By Johnny Jackson
The Unity Step Team of Jonesboro High School hosted its "Sing to Live High School Tour: Bringing Unity to the Community" Concert Saturday in the Jonesboro High School gymnasium.
The school's assistant principal Patricia Hill accepted a plaque on behalf of the city of Jonesboro. The plaque was given in memory of children who passed away in Clayton County last year.
"I was really concerned about the crime and vandalism and how it reflected on our youth," said Kim Mitchell, step team coach and principle coordinator of the event. She said there needed to be more attention paid to the youth.
"We've brought in guys who they said would never finish high school; they're getting A's and B's now. And every girl on this team has overcome something. Krystal is one of many," she said, referring to Krystal Williams, a teenage girl who died last spring as a result of violence among youth in Clayton County.
Mitchell directed to Vernan Tinsley, who helped produce the event. He runs Tinsley Arts and Entertainment, a multimedia production company, with his wife Teresa Tinsley.
"We're trying to target youth that are troubled with things happening now," he said. He proposed bringing the community together with local entertainers and teen idols who were there for the concert.
Shakera Duffy and Symone Sullivan said as much. They are members of the Unity Step Team. The 16- and 15-year-old, respectively, joined the team last year as first-time steppers.
"I wanted to be involved in something," said Sullivan, a sophomore at Jonesboro High School.
"For me, it was step team or nothing; I'm not athletic at all," Duffy said. She is a Junior at Jonesboro High School this year.
Both are involved with academic clubs and plan to go to college when they graduate high school. Currently, Sullivan wants to major in communications and minor dance. Duffy has not decided yet what she will major in or where she will attend college. She suspects she will do something related to math, though.
The two are glad to practice and bond after school every Tuesday, Wednesday, and Thursday from 3:45 until 6 p.m.
"They work very hard," Hill said, affirming that the step team is an official team sport at the school. "I think it's been very encouraging. I think this is something our kids need - to get our students involved in other activities," she said.
"This is a community event-one of the first that we've had here to try to promote good will in the community."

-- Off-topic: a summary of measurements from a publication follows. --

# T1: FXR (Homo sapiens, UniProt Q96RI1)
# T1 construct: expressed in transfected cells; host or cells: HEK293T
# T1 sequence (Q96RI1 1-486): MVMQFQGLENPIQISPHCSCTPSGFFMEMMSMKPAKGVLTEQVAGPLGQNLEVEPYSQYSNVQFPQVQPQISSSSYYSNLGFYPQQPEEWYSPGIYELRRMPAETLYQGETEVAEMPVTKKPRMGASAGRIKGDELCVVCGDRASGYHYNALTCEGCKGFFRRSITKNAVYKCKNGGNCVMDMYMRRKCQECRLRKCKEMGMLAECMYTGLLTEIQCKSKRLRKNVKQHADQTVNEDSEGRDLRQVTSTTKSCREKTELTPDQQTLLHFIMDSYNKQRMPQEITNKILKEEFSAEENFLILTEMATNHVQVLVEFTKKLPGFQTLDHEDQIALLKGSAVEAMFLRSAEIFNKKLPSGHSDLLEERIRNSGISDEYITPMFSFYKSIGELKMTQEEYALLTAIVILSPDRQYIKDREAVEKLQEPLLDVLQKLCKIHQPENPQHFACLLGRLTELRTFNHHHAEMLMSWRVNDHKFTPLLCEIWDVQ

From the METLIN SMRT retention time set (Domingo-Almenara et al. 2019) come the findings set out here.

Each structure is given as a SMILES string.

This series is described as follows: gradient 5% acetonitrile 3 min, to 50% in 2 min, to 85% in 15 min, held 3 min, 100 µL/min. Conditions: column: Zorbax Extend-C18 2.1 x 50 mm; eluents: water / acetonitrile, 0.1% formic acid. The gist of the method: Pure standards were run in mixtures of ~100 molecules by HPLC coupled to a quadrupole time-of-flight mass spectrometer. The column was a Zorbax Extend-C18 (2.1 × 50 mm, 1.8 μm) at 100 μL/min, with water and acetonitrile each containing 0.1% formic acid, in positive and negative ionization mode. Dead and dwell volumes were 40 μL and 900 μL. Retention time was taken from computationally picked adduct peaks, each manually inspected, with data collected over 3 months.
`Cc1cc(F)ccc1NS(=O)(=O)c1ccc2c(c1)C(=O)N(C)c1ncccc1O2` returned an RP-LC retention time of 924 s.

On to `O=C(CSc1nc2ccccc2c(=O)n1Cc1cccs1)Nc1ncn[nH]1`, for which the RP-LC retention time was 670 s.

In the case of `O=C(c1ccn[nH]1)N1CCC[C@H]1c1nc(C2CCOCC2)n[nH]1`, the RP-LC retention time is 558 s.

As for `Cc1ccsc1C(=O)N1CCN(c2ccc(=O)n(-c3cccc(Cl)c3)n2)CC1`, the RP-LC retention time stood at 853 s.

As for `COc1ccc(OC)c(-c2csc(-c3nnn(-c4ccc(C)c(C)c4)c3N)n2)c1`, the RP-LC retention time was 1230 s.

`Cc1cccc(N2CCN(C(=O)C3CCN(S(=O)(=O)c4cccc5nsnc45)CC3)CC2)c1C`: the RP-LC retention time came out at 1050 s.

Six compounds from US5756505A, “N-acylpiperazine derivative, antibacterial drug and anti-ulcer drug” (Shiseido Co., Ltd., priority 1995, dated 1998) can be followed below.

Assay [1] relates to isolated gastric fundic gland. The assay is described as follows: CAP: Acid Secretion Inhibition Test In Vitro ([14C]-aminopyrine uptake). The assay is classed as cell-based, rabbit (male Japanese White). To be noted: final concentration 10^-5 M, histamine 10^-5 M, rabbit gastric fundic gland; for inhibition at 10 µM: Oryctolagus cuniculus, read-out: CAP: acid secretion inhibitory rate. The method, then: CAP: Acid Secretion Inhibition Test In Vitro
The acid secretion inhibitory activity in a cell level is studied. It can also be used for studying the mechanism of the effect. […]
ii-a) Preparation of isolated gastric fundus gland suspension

Sullivan and Duffy share a concern about the community; they say they worry sometimes about their safety.
"Everything's so dangerous," Sullivan said.
"It affects us, because, where can you go? Kids should be able to live, you know." Duffy said, adding-"we don't have a lot of respect from our peers."
The step team, she said, isn't considered an official school club or team by some at the school and in the community. Thus, they said the concert serves many purposes, legitimately memorializing death while celebrating life.
"This is something the youth can enjoy," Sullivan said. "It's to show the community and school we want their respect. When we started the step team, we weren't organized. And (Mitchell) said, 'you know what, it's not going to happen like that.'"
A while ago, then, Mitchell attended a step team rehearsal in support of her daughter Ebony Grayson, a 17-year-old senior member of the step team. Duffy said Mitchell got to know the 16-member team and quickly earned their respect.
Saturday, business members and organizations in the community joined Mitchell and her step team in an effort to fight against risky behavior by uplifting constructive involvement.
One of the organizations includes the newly formed Krystal Williams Foundation. Patricia and Howard Holden attended the concert representing the new foundation. They are grandparents to the deceased teen, who are working on a foundation to raise money to one day open a youth center in Clayton County.
"We decided to create a foundation to get enough money together to open up a youth center," said Patricia Holden. "I hope we keep having activities for the youth to give them an outlet. This is very nice; they need more events like this. And we're coming out pretty well."
Howard Holden said his family got together after his granddaughter's passing to make a difference in the community.
"It can make a difference for our youth who don't have anything to do positive," he said.
According to Mitchell, the National Association of Investors and Mortgage Consultants made a difference by helping create scholarships for students and co-sponsoring the "Sing to Live" concert.
"The purpose is to present kids with better options and help make our community a better place," Mitchell said. "It's a celebration of life."